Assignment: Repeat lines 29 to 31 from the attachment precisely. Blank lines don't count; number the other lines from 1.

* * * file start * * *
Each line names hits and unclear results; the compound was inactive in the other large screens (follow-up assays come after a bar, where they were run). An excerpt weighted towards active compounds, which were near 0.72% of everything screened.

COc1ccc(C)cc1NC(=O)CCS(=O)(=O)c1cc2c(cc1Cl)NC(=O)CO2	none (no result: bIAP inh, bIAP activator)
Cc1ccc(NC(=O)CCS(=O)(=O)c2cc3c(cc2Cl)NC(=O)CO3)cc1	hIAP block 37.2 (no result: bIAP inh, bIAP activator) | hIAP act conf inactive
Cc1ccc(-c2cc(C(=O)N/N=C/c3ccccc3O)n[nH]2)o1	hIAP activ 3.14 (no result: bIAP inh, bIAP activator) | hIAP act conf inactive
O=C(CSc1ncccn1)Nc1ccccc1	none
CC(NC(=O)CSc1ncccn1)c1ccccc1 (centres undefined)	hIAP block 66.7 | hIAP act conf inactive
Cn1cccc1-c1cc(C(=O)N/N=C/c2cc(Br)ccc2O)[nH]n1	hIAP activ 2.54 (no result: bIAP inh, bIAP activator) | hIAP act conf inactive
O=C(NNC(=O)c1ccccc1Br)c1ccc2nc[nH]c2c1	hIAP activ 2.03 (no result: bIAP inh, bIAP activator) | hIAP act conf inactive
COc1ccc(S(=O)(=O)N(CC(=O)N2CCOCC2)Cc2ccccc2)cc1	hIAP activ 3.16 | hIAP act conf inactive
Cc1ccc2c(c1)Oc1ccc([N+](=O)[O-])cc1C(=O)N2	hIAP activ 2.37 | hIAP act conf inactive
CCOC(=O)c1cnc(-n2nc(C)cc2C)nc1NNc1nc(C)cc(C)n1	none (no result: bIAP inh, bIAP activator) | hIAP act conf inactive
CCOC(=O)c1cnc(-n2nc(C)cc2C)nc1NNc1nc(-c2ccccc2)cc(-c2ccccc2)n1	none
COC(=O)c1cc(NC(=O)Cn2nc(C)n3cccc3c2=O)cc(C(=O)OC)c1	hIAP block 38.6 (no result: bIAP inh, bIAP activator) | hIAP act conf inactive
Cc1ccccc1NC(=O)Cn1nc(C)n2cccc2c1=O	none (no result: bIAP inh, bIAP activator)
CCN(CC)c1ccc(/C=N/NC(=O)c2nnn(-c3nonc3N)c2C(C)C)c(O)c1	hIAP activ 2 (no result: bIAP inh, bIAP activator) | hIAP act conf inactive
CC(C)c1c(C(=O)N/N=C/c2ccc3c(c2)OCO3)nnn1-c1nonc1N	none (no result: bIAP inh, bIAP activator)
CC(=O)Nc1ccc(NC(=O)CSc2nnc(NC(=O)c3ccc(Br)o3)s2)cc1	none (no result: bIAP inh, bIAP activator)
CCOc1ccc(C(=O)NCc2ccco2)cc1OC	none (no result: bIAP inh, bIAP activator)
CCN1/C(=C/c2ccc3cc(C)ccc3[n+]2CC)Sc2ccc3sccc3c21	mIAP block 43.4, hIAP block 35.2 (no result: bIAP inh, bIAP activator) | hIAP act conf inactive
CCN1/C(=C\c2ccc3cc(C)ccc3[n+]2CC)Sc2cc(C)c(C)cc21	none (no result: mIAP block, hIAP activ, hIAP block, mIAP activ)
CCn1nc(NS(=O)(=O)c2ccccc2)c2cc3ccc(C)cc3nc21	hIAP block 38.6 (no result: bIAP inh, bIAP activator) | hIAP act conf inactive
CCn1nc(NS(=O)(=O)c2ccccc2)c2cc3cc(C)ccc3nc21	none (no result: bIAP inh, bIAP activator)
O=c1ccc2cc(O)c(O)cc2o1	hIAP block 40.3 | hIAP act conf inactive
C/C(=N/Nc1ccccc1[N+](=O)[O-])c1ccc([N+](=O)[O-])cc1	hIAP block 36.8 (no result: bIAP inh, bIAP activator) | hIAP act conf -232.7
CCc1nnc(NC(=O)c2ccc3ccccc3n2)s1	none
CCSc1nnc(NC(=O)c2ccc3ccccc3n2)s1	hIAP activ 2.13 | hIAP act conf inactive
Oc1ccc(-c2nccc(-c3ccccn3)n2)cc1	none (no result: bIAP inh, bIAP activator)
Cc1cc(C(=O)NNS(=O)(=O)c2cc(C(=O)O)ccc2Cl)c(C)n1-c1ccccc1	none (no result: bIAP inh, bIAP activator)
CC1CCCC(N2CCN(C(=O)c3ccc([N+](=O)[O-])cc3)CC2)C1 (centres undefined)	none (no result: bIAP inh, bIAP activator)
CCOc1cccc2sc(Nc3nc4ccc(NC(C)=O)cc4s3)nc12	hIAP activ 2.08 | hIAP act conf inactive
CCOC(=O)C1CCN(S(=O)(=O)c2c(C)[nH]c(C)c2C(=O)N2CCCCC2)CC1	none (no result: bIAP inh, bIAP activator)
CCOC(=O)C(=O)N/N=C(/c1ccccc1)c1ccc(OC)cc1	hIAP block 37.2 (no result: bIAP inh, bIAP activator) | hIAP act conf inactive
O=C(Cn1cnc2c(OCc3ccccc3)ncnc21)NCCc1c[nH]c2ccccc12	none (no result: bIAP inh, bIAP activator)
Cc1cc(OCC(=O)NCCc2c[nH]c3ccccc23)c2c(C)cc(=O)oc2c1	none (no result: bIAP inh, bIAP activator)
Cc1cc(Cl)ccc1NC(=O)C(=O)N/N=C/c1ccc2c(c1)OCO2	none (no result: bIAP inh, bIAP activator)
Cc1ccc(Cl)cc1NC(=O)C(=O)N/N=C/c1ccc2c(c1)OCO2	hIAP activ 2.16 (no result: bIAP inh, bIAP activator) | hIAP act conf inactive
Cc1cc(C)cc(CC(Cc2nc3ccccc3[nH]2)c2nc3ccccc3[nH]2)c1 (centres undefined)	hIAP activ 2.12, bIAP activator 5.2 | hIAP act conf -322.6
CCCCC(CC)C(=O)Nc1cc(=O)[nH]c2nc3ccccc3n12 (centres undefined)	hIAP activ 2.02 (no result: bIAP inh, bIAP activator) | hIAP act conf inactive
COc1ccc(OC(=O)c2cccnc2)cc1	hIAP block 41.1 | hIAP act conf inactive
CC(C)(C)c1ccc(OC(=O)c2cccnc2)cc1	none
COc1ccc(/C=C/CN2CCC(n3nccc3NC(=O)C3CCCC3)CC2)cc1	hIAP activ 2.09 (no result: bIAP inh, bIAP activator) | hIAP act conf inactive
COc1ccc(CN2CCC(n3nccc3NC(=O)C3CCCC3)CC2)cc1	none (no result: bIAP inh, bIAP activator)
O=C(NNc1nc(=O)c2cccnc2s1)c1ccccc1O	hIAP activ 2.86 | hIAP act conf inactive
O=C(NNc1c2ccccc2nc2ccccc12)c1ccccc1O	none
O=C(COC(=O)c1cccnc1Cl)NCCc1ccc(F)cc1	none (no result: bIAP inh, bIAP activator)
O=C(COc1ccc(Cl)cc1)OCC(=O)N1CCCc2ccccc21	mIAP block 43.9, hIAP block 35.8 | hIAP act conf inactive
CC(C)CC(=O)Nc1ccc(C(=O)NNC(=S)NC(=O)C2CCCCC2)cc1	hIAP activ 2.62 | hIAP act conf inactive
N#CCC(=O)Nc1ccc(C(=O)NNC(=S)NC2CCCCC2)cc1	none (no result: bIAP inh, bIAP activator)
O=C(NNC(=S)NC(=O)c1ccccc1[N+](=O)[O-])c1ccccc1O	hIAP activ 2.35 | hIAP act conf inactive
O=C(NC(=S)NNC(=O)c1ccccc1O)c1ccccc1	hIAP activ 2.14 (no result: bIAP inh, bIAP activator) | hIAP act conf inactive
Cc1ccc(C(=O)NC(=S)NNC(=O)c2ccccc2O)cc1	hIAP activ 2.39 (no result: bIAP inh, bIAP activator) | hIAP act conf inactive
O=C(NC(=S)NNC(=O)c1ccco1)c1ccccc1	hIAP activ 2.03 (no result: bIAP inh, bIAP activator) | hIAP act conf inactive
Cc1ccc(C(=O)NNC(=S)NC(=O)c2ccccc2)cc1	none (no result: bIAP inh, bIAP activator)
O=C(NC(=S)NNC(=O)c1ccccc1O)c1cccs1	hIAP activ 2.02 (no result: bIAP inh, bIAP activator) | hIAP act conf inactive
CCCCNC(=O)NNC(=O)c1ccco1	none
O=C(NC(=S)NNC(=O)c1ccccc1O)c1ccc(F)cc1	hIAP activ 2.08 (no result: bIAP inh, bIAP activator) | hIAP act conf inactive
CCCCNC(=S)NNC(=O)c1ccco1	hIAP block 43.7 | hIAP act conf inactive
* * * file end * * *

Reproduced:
CC1CCCC(N2CCN(C(=O)c3ccc([N+](=O)[O-])cc3)CC2)C1 (centres undefined)	none (no result: bIAP inh, bIAP activator)
CCOc1cccc2sc(Nc3nc4ccc(NC(C)=O)cc4s3)nc12	hIAP activ 2.08 | hIAP act conf inactive
CCOC(=O)C1CCN(S(=O)(=O)c2c(C)[nH]c(C)c2C(=O)N2CCCCC2)CC1	none (no result: bIAP inh, bIAP activator)